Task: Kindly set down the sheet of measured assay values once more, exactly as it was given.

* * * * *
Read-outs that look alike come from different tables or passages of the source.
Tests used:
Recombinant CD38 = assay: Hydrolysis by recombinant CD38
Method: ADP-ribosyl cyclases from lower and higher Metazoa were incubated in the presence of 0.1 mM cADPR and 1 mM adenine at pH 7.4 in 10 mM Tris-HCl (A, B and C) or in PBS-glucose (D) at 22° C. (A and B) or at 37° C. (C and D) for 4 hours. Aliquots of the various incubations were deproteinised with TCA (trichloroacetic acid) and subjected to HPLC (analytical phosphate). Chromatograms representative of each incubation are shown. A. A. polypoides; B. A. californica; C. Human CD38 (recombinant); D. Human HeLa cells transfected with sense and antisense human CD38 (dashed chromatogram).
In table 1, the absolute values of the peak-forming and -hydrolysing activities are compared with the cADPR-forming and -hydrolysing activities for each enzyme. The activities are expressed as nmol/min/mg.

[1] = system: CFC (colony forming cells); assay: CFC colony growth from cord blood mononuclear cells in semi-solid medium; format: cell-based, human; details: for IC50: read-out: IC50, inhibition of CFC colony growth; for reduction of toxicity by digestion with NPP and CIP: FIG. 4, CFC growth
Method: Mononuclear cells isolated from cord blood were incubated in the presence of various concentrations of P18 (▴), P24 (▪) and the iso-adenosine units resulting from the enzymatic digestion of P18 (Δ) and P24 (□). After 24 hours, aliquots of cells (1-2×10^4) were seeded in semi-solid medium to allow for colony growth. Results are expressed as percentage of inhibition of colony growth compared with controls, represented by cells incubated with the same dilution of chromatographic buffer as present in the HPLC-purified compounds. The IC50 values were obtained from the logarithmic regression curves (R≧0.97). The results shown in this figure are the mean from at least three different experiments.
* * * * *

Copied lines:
Read-outs that look alike come from different tables or passages of the source.
Tests used:
Recombinant CD38 = assay: Hydrolysis by recombinant CD38
Method: ADP-ribosyl cyclases from lower and higher Metazoa were incubated in the presence of 0.1 mM cADPR and 1 mM adenine at pH 7.4 in 10 mM Tris-HCl (A, B and C) or in PBS-glucose (D) at 22° C. (A and B) or at 37° C. (C and D) for 4 hours. Aliquots of the various incubations were deproteinised with TCA (trichloroacetic acid) and subjected to HPLC (analytical phosphate). Chromatograms representative of each incubation are shown. A. A. polypoides; B. A. californica; C. Human CD38 (recombinant); D. Human HeLa cells transfected with sense and antisense human CD38 (dashed chromatogram).
In table 1, the absolute values of the peak-forming and -hydrolysing activities are compared with the cADPR-forming and -hydrolysing activities for each enzyme. The activities are expressed as nmol/min/mg.

[1] = system: CFC (colony forming cells); assay: CFC colony growth from cord blood mononuclear cells in semi-solid medium; format: cell-based, human; details: for IC50: read-out: IC50, inhibition of CFC colony growth; for reduction of toxicity by digestion with NPP and CIP: FIG. 4, CFC growth
Method: Mononuclear cells isolated from cord blood were incubated in the presence of various concentrations of P18 (▴), P24 (▪) and the iso-adenosine units resulting from the enzymatic digestion of P18 (Δ) and P24 (□). After 24 hours, aliquots of cells (1-2×10^4) were seeded in semi-solid medium to allow for colony growth. Results are expressed as percentage of inhibition of colony growth compared with controls, represented by cells incubated with the same dilution of chromatographic buffer as present in the HPLC-purified compounds. The IC50 values were obtained from the logarithmic regression curves (R≧0.97). The results shown in this figure are the mean from at least three different experiments.